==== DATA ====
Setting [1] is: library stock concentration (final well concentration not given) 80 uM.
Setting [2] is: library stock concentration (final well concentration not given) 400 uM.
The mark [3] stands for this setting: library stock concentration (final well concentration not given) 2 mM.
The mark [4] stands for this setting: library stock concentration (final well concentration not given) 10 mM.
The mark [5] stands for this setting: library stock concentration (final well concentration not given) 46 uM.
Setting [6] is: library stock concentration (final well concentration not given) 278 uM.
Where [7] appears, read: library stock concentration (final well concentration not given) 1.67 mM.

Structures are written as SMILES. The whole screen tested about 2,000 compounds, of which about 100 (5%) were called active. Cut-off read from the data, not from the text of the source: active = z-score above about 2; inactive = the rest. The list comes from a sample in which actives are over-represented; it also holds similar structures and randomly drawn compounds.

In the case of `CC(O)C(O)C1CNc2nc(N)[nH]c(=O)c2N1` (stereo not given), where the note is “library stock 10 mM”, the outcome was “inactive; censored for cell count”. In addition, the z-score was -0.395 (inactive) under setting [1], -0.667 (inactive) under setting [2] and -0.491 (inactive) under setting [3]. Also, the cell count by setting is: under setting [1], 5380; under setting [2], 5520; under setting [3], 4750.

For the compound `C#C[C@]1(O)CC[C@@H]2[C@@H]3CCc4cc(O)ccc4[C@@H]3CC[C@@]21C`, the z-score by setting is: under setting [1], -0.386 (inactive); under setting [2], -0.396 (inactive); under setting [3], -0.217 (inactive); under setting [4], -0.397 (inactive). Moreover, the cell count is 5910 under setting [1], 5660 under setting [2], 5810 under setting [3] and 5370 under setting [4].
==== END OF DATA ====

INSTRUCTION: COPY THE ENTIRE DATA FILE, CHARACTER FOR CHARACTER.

Setting [1] is: library stock concentration (final well concentration not given) 80 uM.
Setting [2] is: library stock concentration (final well concentration not given) 400 uM.
The mark [3] stands for this setting: library stock concentration (final well concentration not given) 2 mM.
The mark [4] stands for this setting: library stock concentration (final well concentration not given) 10 mM.
The mark [5] stands for this setting: library stock concentration (final well concentration not given) 46 uM.
Setting [6] is: library stock concentration (final well concentration not given) 278 uM.
Where [7] appears, read: library stock concentration (final well concentration not given) 1.67 mM.

Structures are written as SMILES. The whole screen tested about 2,000 compounds, of which about 100 (5%) were called active. Cut-off read from the data, not from the text of the source: active = z-score above about 2; inactive = the rest. The list comes from a sample in which actives are over-represented; it also holds similar structures and randomly drawn compounds.

In the case of `CC(O)C(O)C1CNc2nc(N)[nH]c(=O)c2N1` (stereo not given), where the note is “library stock 10 mM”, the outcome was “inactive; censored for cell count”. In addition, the z-score was -0.395 (inactive) under setting [1], -0.667 (inactive) under setting [2] and -0.491 (inactive) under setting [3]. Also, the cell count by setting is: under setting [1], 5380; under setting [2], 5520; under setting [3], 4750.

For the compound `C#C[C@]1(O)CC[C@@H]2[C@@H]3CCc4cc(O)ccc4[C@@H]3CC[C@@]21C`, the z-score by setting is: under setting [1], -0.386 (inactive); under setting [2], -0.396 (inactive); under setting [3], -0.217 (inactive); under setting [4], -0.397 (inactive). Moreover, the cell count is 5910 under setting [1], 5660 under setting [2], 5810 under setting [3] and 5370 under setting [4].